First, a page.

Yesterday a train carrying Bakken crude oil from North Dakota derailed in Canada. As of the time of this post, 13 people are confirmed dead and another 37 are still missing.
Thanks to the rapid increase in oil production in North Dakota, and the slow growth in pipeline capacity, there has been an explosion in the regional rail industry as the oil is loaded onto rail cars. As Amy Dalrymple points out for Forum Communications, the North Dakota oil boom relies on rail (emphasis mine):
WILLISTON, N.D. — The Bakken crude involved in the deadly train derailment and explosion in Quebec represents only a fraction of the oil shipped by rail from North Dakota each day.
About 675,000 barrels of Bakken crude leaves North Dakota rail facilities daily, according to the most recent figures from Justin Kringstad, director of the North Dakota Pipeline Authority. …
Seventy-five percent of oil produced in North Dakota leaves by rail, in part due to a lack of pipelines and also because producers have found access to premium prices by shipping to refineries not served by North Dakota-linked pipelines.
That last statement is a little misleading. The entire problem is an absence of pipelines. There’s simply not enough pipeline capacity for all the oil in North Dakota, and what capacity there is sometimes goes to less-than-optimal markets for the oil.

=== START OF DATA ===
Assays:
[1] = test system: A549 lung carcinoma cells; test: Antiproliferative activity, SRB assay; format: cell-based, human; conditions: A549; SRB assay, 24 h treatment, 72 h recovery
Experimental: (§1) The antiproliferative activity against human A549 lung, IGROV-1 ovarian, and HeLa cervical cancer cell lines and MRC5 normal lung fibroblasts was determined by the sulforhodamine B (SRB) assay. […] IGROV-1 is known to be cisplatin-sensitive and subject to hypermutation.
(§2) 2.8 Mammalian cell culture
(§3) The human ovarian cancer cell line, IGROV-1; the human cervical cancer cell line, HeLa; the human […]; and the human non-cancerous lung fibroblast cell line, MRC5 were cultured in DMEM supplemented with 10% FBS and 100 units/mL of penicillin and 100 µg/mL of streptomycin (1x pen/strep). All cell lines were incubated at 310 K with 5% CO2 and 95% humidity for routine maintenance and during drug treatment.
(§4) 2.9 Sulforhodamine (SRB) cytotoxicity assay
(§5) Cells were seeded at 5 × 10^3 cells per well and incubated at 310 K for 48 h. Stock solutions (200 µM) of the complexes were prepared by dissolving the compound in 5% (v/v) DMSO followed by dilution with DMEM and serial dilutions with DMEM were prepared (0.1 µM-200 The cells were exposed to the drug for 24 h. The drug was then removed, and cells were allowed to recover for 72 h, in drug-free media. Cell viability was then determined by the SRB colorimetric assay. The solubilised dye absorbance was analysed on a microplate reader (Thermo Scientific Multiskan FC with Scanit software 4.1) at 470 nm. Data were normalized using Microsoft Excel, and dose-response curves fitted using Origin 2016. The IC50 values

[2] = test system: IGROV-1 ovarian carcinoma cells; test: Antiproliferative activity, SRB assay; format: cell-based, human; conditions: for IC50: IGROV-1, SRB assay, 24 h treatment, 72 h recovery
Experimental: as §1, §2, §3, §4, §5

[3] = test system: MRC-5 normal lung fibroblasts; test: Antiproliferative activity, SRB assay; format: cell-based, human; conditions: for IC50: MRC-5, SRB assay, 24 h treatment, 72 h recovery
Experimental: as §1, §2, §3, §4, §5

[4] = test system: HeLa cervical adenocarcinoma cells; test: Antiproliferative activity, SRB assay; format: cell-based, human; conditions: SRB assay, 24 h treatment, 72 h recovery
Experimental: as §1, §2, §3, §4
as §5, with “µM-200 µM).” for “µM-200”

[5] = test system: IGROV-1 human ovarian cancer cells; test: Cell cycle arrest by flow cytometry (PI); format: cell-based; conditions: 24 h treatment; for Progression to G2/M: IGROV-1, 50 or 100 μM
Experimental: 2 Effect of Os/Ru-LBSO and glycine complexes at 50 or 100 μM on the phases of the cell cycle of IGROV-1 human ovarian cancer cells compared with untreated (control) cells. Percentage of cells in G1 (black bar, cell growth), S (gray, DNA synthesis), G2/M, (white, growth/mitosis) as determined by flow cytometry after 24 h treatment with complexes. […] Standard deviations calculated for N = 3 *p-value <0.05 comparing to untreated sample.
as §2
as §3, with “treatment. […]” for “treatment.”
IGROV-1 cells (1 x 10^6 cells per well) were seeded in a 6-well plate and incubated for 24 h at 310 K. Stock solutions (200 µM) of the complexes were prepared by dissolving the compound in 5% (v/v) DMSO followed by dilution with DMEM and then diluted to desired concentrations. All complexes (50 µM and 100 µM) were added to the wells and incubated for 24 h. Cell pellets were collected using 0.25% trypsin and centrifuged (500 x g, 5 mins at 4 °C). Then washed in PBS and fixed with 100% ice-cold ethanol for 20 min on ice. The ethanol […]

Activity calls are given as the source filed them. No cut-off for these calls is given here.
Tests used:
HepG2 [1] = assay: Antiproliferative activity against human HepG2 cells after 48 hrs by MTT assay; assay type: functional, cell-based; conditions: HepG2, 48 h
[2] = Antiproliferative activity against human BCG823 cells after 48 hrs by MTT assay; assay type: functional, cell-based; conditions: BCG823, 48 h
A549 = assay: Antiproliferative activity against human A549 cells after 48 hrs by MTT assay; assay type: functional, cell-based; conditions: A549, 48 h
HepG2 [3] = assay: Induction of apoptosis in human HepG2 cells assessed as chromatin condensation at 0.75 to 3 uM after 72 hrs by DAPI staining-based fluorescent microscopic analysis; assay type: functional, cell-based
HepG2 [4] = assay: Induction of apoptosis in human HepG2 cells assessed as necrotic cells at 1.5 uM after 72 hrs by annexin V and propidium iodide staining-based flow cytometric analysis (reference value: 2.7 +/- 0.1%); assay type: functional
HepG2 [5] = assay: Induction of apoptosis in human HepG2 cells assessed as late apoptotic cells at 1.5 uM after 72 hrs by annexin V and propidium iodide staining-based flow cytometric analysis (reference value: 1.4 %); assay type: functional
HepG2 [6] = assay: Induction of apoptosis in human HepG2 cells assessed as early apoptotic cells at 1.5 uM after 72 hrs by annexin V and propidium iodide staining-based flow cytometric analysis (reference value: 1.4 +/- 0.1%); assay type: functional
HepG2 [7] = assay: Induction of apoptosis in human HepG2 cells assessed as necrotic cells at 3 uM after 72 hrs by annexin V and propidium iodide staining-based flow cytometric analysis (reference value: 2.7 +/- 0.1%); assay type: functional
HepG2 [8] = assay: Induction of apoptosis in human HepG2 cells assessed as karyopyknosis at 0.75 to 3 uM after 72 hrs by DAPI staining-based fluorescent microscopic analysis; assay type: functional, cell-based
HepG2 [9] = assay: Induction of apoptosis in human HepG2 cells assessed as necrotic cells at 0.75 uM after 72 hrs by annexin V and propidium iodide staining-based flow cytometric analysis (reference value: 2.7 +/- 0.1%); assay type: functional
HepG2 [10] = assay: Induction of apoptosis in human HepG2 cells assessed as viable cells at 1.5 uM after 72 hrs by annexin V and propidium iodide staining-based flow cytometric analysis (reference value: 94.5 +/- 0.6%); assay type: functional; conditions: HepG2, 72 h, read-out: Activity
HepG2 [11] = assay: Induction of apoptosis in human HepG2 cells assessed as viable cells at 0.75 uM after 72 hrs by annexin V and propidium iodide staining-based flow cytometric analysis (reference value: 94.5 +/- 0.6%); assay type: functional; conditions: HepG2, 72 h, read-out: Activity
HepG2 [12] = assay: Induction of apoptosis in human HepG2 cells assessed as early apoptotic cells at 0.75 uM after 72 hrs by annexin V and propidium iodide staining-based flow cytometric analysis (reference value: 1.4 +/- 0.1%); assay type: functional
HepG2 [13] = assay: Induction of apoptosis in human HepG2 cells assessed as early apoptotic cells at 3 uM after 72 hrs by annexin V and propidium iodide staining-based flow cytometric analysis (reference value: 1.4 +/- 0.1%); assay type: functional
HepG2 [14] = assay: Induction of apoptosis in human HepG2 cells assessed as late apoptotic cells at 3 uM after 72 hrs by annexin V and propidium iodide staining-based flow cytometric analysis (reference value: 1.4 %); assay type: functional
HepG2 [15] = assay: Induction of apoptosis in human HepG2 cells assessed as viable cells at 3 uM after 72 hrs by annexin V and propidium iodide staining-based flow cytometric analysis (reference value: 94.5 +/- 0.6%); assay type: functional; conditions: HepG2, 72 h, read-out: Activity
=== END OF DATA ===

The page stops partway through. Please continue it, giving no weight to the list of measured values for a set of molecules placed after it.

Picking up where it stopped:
But the key is pipelines. So why aren’t more being built? They could be, but for regulatory delays born more of ideological opposition to fossil fuels than any really valid concerns over safety or environmental impacts.
The oil boom, and government sandbagging of efforts to build out pipeline infrastructure, has caused a spike in the number of trains running on North Dakota rails in addition to a spike in the number of trucks pulling oil. Both are contributing in significant ways to traffic fatalities in the state, and as we see in Canada, creating safety problems outside the state too.
The question is: How many lives could be saved if the government would clear the way for pipeline infrastructure? Specifically, how many North Dakota lives has President Obama’s decision to delay the Keystone XL pipeline cost us? And on the environmental side, it’s worth noting that pipelines leak a lot less than trains derail or trucks crash.
A year ago a press release sent out by Senator John Hoeven’s office indicated that the oil the Keystone pipeline could handle would have a significant impact on road traffic in the state. “The increase in North Dakota takeaway would be the equivalent of replacing approximately 500 truckloads of oil per day from roads in western North Dakota, relieving pressure on infrastructure and improving public safety,” read the press release.
That same would be true of other pipelines which could be built in the state.
Obviously, there are more challenges to building a pipeline than those coming from the political realm, but perhaps our policymakers should be asking what government red tape is holding pipelines is, and how that red tape might be cleared.
Because it’s clear that lives are on the line.